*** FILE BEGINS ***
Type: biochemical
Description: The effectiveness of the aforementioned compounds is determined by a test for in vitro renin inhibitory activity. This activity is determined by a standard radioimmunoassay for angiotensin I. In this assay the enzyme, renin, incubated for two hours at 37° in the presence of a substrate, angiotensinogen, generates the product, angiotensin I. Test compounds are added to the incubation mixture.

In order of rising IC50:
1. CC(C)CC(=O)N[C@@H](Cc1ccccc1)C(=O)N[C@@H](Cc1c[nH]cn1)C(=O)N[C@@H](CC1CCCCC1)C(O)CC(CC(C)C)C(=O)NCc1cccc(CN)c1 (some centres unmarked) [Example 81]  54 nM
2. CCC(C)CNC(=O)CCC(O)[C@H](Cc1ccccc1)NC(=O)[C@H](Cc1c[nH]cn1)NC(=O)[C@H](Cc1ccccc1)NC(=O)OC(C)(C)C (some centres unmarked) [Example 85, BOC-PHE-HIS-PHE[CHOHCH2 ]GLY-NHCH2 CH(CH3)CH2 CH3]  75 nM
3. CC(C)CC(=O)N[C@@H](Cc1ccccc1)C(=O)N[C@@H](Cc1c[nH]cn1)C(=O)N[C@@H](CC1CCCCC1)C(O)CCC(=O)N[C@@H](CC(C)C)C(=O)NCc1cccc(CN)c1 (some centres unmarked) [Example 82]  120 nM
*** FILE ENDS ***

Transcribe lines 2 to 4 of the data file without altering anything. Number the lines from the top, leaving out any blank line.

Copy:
Description: The effectiveness of the aforementioned compounds is determined by a test for in vitro renin inhibitory activity. This activity is determined by a standard radioimmunoassay for angiotensin I. In this assay the enzyme, renin, incubated for two hours at 37° in the presence of a substrate, angiotensinogen, generates the product, angiotensin I. Test compounds are added to the incubation mixture.

In order of rising IC50:
1. CC(C)CC(=O)N[C@@H](Cc1ccccc1)C(=O)N[C@@H](Cc1c[nH]cn1)C(=O)N[C@@H](CC1CCCCC1)C(O)CC(CC(C)C)C(=O)NCc1cccc(CN)c1 (some centres unmarked) [Example 81]  54 nM